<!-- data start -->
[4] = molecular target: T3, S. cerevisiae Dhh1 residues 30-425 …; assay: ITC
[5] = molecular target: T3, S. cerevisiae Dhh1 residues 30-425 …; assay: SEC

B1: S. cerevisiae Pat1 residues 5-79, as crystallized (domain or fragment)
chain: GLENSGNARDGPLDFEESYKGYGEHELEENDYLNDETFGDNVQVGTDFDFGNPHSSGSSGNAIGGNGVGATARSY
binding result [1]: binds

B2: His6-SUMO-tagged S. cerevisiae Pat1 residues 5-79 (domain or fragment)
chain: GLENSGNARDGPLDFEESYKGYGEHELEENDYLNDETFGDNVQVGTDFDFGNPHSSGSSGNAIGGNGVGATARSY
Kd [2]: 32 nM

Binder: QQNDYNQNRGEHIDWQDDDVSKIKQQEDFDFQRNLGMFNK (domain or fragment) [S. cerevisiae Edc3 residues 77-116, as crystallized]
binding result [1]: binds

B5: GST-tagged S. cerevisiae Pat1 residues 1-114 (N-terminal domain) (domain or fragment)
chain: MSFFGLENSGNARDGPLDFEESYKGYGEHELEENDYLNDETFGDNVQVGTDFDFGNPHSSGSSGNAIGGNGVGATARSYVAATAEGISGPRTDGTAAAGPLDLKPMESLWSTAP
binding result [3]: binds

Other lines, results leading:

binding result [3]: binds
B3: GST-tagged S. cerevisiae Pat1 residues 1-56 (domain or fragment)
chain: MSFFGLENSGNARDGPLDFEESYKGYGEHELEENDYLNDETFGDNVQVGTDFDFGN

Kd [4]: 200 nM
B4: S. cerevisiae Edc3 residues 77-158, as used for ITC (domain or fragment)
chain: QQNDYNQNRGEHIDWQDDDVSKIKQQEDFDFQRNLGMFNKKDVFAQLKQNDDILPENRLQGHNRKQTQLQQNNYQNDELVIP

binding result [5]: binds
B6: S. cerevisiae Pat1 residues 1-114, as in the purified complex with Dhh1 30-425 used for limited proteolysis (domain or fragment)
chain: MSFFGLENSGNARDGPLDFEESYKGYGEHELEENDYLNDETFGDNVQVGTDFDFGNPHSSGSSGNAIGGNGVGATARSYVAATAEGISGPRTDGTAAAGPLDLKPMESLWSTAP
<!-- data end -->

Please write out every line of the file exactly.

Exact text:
[4] = molecular target: T3, S. cerevisiae Dhh1 residues 30-425 …; assay: ITC
[5] = molecular target: T3, S. cerevisiae Dhh1 residues 30-425 …; assay: SEC

B1: S. cerevisiae Pat1 residues 5-79, as crystallized (domain or fragment)
chain: GLENSGNARDGPLDFEESYKGYGEHELEENDYLNDETFGDNVQVGTDFDFGNPHSSGSSGNAIGGNGVGATARSY
binding result [1]: binds

B2: His6-SUMO-tagged S. cerevisiae Pat1 residues 5-79 (domain or fragment)
chain: GLENSGNARDGPLDFEESYKGYGEHELEENDYLNDETFGDNVQVGTDFDFGNPHSSGSSGNAIGGNGVGATARSY
Kd [2]: 32 nM

Binder: QQNDYNQNRGEHIDWQDDDVSKIKQQEDFDFQRNLGMFNK (domain or fragment) [S. cerevisiae Edc3 residues 77-116, as crystallized]
binding result [1]: binds

B5: GST-tagged S. cerevisiae Pat1 residues 1-114 (N-terminal domain) (domain or fragment)
chain: MSFFGLENSGNARDGPLDFEESYKGYGEHELEENDYLNDETFGDNVQVGTDFDFGNPHSSGSSGNAIGGNGVGATARSYVAATAEGISGPRTDGTAAAGPLDLKPMESLWSTAP
binding result [3]: binds

Other lines, results leading:

binding result [3]: binds
B3: GST-tagged S. cerevisiae Pat1 residues 1-56 (domain or fragment)
chain: MSFFGLENSGNARDGPLDFEESYKGYGEHELEENDYLNDETFGDNVQVGTDFDFGN

Kd [4]: 200 nM
B4: S. cerevisiae Edc3 residues 77-158, as used for ITC (domain or fragment)
chain: QQNDYNQNRGEHIDWQDDDVSKIKQQEDFDFQRNLGMFNKKDVFAQLKQNDDILPENRLQGHNRKQTQLQQNNYQNDELVIP

binding result [5]: binds
B6: S. cerevisiae Pat1 residues 1-114, as in the purified complex with Dhh1 30-425 used for limited proteolysis (domain or fragment)
chain: MSFFGLENSGNARDGPLDFEESYKGYGEHELEENDYLNDETFGDNVQVGTDFDFGNPHSSGSSGNAIGGNGVGATARSYVAATAEGISGPRTDGTAAAGPLDLKPMESLWSTAP